Today, it's a pleasure to walk its streets, lined by sturdy old brick buildings still occupied by shops and offices.

On Main Street, the Monarch Tavern and Preservation Hall, built by the Odd Fellows society in 1894, has its original pressed-tin ceilings, hand-carved oak bars and German-style beer tables with pockets in the corner for glasses.

Down the street, the Historical Society Museum occupies an 1867 brick building.

On the bluff, the treehouse-like Hawks View Cottages & Lodges were the newest things to be built in a long time. Contractor Brad Nilles, who grew up across the river in Rollingstone, got to know Fountain City while he was building them.

"As a renovator, I'm struck by how old and well-preserved the downtown is," Brad Nilles says. "It hasn't been tinkered with much, and that's very rare nowadays."

In Fountain City, of course, the rare is commonplace.

Trip Tips: Fountain City, Wisconsin

Getting there: It's across the Mississippi from Winona, Minn., and six miles north.

Elmer's Auto & Toy Museum: The family opens it one to three weekends a month from May through October. Groups of at least 10 can arrange to come other times.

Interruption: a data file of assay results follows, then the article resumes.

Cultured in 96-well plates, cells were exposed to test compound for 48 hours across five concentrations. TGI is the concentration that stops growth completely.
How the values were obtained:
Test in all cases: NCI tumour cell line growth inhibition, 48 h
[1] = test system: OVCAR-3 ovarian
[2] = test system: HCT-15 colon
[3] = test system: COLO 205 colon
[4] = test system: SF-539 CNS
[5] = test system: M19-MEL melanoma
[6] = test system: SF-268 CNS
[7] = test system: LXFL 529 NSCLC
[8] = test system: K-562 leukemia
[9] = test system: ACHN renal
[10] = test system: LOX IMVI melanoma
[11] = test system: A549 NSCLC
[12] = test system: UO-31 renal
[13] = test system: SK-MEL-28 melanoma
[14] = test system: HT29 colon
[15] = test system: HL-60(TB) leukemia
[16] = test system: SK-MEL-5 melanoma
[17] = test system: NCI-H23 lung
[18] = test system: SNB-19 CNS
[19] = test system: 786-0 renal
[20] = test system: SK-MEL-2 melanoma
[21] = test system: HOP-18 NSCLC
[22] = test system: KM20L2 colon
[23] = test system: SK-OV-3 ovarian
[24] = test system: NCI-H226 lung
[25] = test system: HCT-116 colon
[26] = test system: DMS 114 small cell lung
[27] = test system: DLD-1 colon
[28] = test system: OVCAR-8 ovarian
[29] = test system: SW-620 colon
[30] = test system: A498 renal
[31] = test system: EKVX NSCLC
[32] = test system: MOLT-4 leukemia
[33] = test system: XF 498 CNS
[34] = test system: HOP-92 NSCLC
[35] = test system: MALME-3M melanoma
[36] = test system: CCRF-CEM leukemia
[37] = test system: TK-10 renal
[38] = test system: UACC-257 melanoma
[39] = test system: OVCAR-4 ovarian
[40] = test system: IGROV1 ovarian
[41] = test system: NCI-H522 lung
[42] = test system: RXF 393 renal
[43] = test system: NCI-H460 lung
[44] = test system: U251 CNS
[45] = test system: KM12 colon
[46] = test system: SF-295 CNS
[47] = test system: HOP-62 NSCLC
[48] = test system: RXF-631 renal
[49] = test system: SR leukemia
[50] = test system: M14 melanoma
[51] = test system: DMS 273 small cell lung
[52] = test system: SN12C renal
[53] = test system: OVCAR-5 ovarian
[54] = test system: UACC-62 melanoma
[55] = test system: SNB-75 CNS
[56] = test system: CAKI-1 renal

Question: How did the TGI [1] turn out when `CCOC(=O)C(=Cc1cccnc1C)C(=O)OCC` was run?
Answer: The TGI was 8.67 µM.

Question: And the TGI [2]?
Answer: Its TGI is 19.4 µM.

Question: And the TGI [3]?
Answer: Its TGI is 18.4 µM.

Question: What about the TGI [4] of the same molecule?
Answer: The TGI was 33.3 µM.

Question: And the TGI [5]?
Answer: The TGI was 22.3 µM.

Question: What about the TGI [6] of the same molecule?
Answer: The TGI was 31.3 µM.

Concrete sculptures at Prairie Moon.
At Prairie Moon, a sculpture by Minnesota farmer Halvor Landsverk shows a Norwegian hunter fighting off a bear.

Admission is $10, $5 for children 6-17. Take Wisconsin 95 to County Road G and follow signs. 608-687-7221.

Rock in the House: It's on the north side of town, at 440 North Shore Drive.

Prairie Moon Sculpture Garden & Museum: Open daily. Nine miles north of Fountain City on Wisconsin 35, take County Road OO to Prairie Moon Road. Donations go toward maintenance.

For more, see Road trip: Wisconsin's concrete art.

Merrick State Park: This 320-acre park, along the backwaters two miles north of town, has camping, hiking and boat launches. It rents canoes, 608-687-4936.

Dining: The Monarch Public House serves pizza and sandwiches and serves its own brew, including Prairie Moon Red, in a great beer garden facing the river, with deck and patio amid a butterfly garden.

Accommodations: Hawks View Cottages & Lodges sit on a steep hillside above town, each with two stories, a double whirlpool, fireplace, full kitchen, one or two decks and a pull-out sofa on the first floor; one cottage is wheelchair-accessible.

Two lodges, one with two bedrooms and one with four bedrooms, each have a double whirlpool, decks and fireplace stoves. 651-293-0803 or 866-293-0803.

On Main Street, the Joseph Fugina House is an 1898 Victorian inn with three suites.

Information: Fountain City tourism.

Last updated on January 19, 2022